Google had its chance too when Chris Messina, Google Open Web Advocate, presented a quick and nice session over Skype. A talk by Ayah Bdeir, Artist, was the last speech. With all these speeches and development hours, no one minded the little bit of fun and entertainment that followed: the movie "Pirates of Silicon Valley" on a large screen was great. It was like a dose of drugs that we needed to move on to the next level, round 3.
Round 3: Team Work and Closing
Time was running out. Two realities I became sure about right then: First, you can't buy time; second, that experience would play a huge role here. Experts know how to use every single moment, because they've been in the same situation before.
Moving on, all teams were supposed to make their ideas work and prepare a presentation. 34 teams were able to reach this point. The press was here, investors were also around now, judges were reviewing the projects to take a quick look, time was up, it was the glory night.
The presentations started. Judges took notes, asked their questions, and added up their marks for each team. It took more than 3 hours to present all ideas, and it was really amazing. People did what they had to, and you know what? They were all winners.
The closing ceremony was great. We all felt like brothers, we felt like we knew each other since long ago. One project passed to the global arena, which was Mimix, a desktop application that translates spoken and written words into sign language.
Not only did Mimix win the YallaStartup weekend event, they also won won part 1 of Global Startup Battle against 12 winners from other cities like Sofia, Boston, Chicago, Lisbon, New York, and Dallas! The first startup weekend in the Middle East did it the right way and won the initial global battle, wow.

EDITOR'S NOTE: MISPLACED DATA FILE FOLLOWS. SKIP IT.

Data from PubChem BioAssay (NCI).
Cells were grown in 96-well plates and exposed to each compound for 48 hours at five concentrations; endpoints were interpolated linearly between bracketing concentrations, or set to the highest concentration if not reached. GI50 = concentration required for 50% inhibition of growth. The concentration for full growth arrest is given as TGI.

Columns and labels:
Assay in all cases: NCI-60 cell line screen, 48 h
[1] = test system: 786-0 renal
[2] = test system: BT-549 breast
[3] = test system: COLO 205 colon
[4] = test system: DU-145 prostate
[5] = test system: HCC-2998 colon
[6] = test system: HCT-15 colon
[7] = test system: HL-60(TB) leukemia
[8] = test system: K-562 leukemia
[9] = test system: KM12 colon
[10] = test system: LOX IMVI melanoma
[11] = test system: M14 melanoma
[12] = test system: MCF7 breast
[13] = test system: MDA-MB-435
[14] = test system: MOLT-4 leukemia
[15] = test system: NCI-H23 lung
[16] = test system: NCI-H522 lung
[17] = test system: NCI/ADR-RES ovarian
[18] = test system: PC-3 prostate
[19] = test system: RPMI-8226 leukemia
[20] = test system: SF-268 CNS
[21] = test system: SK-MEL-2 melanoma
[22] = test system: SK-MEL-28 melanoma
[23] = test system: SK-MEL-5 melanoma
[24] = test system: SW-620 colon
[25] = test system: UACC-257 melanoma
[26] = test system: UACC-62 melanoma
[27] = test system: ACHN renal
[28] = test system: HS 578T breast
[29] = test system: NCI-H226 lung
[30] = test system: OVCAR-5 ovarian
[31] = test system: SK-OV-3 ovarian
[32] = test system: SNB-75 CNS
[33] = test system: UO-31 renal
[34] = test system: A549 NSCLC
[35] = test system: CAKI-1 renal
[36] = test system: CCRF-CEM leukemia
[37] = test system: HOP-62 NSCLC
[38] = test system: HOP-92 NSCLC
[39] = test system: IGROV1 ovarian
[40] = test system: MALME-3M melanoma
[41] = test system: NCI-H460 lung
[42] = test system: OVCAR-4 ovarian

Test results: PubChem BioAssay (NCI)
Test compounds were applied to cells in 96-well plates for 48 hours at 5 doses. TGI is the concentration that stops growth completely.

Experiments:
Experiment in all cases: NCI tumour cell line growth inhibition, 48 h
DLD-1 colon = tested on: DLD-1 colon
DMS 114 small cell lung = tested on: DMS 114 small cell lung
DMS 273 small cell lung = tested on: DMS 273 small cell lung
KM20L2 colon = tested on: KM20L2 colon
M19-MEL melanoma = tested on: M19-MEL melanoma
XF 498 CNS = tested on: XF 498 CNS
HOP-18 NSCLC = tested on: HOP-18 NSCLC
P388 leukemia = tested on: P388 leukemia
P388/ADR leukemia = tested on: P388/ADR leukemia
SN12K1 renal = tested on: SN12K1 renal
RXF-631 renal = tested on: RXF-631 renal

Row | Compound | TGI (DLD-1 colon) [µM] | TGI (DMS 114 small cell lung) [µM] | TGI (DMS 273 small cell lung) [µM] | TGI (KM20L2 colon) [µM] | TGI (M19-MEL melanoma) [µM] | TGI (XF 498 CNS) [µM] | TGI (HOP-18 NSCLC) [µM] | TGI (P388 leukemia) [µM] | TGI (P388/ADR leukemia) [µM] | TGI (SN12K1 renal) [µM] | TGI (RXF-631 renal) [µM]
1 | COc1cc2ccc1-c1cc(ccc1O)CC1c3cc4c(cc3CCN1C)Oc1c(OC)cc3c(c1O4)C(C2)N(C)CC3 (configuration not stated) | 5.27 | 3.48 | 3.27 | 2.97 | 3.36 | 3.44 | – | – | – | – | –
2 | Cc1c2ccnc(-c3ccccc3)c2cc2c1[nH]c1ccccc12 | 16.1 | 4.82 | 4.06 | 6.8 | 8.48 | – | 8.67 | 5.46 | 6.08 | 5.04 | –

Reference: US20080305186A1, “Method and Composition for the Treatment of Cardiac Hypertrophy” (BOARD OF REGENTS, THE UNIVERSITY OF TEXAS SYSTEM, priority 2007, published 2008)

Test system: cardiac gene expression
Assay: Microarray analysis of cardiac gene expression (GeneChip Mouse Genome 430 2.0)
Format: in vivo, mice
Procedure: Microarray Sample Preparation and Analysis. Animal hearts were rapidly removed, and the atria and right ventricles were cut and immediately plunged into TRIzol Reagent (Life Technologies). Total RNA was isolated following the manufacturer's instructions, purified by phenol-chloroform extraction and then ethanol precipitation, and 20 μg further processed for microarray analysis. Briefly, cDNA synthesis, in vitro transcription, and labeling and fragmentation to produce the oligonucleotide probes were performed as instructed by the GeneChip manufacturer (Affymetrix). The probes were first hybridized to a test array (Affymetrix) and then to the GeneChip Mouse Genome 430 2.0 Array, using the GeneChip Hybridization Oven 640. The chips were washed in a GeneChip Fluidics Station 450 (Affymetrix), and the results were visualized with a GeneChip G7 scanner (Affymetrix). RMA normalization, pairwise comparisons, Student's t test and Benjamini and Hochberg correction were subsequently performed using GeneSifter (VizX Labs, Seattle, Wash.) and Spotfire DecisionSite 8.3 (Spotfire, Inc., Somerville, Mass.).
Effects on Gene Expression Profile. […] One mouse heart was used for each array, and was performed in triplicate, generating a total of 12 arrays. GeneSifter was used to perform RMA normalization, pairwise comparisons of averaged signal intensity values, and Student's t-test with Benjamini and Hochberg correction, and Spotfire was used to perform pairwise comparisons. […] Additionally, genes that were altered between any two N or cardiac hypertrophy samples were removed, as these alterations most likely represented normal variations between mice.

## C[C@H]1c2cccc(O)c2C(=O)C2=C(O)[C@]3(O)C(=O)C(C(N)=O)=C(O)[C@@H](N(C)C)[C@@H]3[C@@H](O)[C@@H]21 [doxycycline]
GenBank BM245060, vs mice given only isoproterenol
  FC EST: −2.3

The Power of Yalla
We all took a certificate to acknowledge our participation. A lot of photos were taken, to keep the great memories intact. The sentiment "this weekend was one of the best weekends in my life" was unanimous, as shown by the following comments from participants:
Sami Shalabi, one of the organizers, said: Thanks everyone for creating an amazing weekend. You are all winners! You all got a full dose of what it means to build something from scratch. Whatever happens, this experience will make you a better entrepreneur. You met new people, you went through an entire development cycle, you sold your idea, you demoed your idea, you talked with investors, you talked with the press. This is a small dose of the real world. These skills only get better with practice. We were all impressed with the results, energy and most of all your individual power of Yalla! Take it to the next level!
Hassan Baydoun said: The power of yalla is pumping in my blood stream this morning ...
Mahdi Fayeq Al-Farra wrote: It's been less than a day now and I already miss everyone :(
This weekend was the best weekend I had in the whole of my life, I had a lot of friends, brothers and sisters that I won't ever forget...
Samer Karam, Founder and Acting CEO of Seeqnce, also commented, in light of attending Global Entrepreneurship Week - Lebanon 2010 the following week: Startup Weekend was amazing! The most grueling 3 days I've had in months! GEW-Lebanon 2010 is turning out to be a game changer in the Entrepreneurship Ecosystem...